Cityfibre claims that this announcement makes them the “largest wholesale infrastructure provider after BT” and thus a major challenger to BTOpenreach. Indeed the new network represents physical infrastructure assets that comprise 1,100km of duct and fibre in 24 UK cities, as well as 1,100km of national long distance network that connects these cities to major data-centres across the UK and to Internet peering points in London.


Obviously that £90m needs to come from somewhere and as such it’s being supported by new financing that comprises £80 million of new equity and £100 million in debt facilities. Apparently both the financing and acquisition transactions are scheduled to complete in mid-January 2016.

The development is financially tedious, but crucially it gives Cityfibre “meaningful scale” in the market and that’s something they can sell to businesses, Mobile Network Operators (MNO) and of course also Sky Broadband and TalkTalk; assuming the last two ever get around to deploying a 1000Mbps Fibre-to-the-Home (FTTH) network as more than a mere experiment in York.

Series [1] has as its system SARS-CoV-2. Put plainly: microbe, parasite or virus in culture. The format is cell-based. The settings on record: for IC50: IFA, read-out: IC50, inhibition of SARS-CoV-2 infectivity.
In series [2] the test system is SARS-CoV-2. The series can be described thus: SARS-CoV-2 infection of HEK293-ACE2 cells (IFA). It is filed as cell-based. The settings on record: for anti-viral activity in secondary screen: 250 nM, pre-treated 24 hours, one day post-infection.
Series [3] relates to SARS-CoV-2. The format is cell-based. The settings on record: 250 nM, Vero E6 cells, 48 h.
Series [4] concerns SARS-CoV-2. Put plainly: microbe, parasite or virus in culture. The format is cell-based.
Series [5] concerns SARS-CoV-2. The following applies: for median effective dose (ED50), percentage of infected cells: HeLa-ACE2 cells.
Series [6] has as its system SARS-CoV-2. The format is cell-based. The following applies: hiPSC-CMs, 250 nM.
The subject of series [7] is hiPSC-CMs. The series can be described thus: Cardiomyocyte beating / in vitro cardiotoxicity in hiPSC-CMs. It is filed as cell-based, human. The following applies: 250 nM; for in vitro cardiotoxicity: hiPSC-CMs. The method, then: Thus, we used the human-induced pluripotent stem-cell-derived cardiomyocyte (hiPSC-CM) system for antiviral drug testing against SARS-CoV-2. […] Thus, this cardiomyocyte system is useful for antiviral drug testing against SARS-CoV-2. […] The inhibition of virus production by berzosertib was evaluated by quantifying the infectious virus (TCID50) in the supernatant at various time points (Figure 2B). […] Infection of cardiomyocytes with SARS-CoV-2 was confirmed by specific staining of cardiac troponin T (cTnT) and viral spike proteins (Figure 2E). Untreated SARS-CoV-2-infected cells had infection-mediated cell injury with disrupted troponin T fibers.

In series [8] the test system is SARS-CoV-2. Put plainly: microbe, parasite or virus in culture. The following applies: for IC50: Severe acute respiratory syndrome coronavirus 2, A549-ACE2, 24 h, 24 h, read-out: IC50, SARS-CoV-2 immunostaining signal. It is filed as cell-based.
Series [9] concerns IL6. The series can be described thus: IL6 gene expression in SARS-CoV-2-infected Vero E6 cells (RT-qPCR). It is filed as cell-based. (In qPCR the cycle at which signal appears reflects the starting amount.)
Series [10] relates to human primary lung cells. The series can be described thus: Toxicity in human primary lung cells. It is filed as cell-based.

Last week a report from Point Topic stated that Gigabit fibre optic networks were attracting a lot of investment in the UK (here) and this is further evidence of that. On the other hand Cityfibre’s latest 2015 H1 results only showed a gross profit of £2.3m and that’s up from just £1m in 2014, which suggests a long payback period for today’s deal.

UPDATE 9:44am

Added a map that shows Cityfibre’s network before and after today’s news. Also here are a few extra statistics.

What will CityFibre’s new network statistics be post-acquisition?

* 3200km fibre national footprint
* 36 major metro footprints
* 7,000 cell sites addressable
* 24,500 public sector sites addressable
* 245,000 businesses addressable
* 3.5m homes addressable
* Footprint post acquisition is 11x greater than at CityFibre’s IPO
* Presence in 23 of the top 30 cities outside London

Take note that “addressable” is not the same as “premises passed“. You could say that Openreach’s Fibre-on-Demand (FoD) product is able to reach millions of homes via a similar description, but this drops to a tiny number when you use “premises / homes passed” because the latter actually requires the network to effectively be waiting almost right outside your property (i.e. doesn’t need substantial new work to connect your property).

UPDATE 3:48pm

CityFibre informs us that they’ve so far raised around a total of £250m for investment into the UK’s digital infrastructure, which is about half way to the £500m that we heard first being talked about in 2011 (here).

UPDATE 18th Jan 2016

As expected Cityfibre has today completed their £90m KCOM deal and the £180m funding package. Elsewhere they’ve also started to commercialise a fibre optic network in Bristol, which use to be owned by KCOM (here).